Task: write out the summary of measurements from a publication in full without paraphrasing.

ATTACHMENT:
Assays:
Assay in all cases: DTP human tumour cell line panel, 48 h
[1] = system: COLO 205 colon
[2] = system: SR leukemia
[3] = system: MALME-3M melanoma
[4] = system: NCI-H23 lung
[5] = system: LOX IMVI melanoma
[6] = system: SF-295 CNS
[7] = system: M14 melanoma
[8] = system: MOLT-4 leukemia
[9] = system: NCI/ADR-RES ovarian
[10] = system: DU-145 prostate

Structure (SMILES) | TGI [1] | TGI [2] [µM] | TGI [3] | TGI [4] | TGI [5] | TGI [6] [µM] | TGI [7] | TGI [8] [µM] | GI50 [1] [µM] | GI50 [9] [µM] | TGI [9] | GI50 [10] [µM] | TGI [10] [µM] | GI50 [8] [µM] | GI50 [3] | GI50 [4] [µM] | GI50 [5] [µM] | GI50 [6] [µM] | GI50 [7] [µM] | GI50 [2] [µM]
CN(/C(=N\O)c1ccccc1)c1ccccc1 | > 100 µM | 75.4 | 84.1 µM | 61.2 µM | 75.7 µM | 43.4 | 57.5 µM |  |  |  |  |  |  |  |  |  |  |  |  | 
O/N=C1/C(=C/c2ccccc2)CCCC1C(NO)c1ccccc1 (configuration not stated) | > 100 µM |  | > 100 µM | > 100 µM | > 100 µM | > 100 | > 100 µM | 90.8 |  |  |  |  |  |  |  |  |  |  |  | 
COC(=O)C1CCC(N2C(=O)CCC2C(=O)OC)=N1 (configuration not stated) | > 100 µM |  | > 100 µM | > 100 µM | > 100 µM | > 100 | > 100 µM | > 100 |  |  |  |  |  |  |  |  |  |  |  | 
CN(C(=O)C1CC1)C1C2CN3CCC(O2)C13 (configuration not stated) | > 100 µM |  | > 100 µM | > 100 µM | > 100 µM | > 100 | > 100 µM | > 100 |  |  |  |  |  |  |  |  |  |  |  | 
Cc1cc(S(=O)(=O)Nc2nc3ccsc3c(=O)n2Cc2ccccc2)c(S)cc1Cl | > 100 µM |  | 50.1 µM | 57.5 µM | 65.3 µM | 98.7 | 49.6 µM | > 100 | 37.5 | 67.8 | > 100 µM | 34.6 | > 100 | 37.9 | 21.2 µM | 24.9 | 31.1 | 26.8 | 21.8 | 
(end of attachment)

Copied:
Assays:
Assay in all cases: DTP human tumour cell line panel, 48 h
[1] = system: COLO 205 colon
[2] = system: SR leukemia
[3] = system: MALME-3M melanoma
[4] = system: NCI-H23 lung
[5] = system: LOX IMVI melanoma
[6] = system: SF-295 CNS
[7] = system: M14 melanoma
[8] = system: MOLT-4 leukemia
[9] = system: NCI/ADR-RES ovarian
[10] = system: DU-145 prostate

Structure (SMILES) | TGI [1] | TGI [2] [µM] | TGI [3] | TGI [4] | TGI [5] | TGI [6] [µM] | TGI [7] | TGI [8] [µM] | GI50 [1] [µM] | GI50 [9] [µM] | TGI [9] | GI50 [10] [µM] | TGI [10] [µM] | GI50 [8] [µM] | GI50 [3] | GI50 [4] [µM] | GI50 [5] [µM] | GI50 [6] [µM] | GI50 [7] [µM] | GI50 [2] [µM]
CN(/C(=N\O)c1ccccc1)c1ccccc1 | > 100 µM | 75.4 | 84.1 µM | 61.2 µM | 75.7 µM | 43.4 | 57.5 µM |  |  |  |  |  |  |  |  |  |  |  |  | 
O/N=C1/C(=C/c2ccccc2)CCCC1C(NO)c1ccccc1 (configuration not stated) | > 100 µM |  | > 100 µM | > 100 µM | > 100 µM | > 100 | > 100 µM | 90.8 |  |  |  |  |  |  |  |  |  |  |  | 
COC(=O)C1CCC(N2C(=O)CCC2C(=O)OC)=N1 (configuration not stated) | > 100 µM |  | > 100 µM | > 100 µM | > 100 µM | > 100 | > 100 µM | > 100 |  |  |  |  |  |  |  |  |  |  |  | 
CN(C(=O)C1CC1)C1C2CN3CCC(O2)C13 (configuration not stated) | > 100 µM |  | > 100 µM | > 100 µM | > 100 µM | > 100 | > 100 µM | > 100 |  |  |  |  |  |  |  |  |  |  |  | 
Cc1cc(S(=O)(=O)Nc2nc3ccsc3c(=O)n2Cc2ccccc2)c(S)cc1Cl | > 100 µM |  | 50.1 µM | 57.5 µM | 65.3 µM | 98.7 | 49.6 µM | > 100 | 37.5 | 67.8 | > 100 µM | 34.6 | > 100 | 37.9 | 21.2 µM | 24.9 | 31.1 | 26.8 | 21.8 | 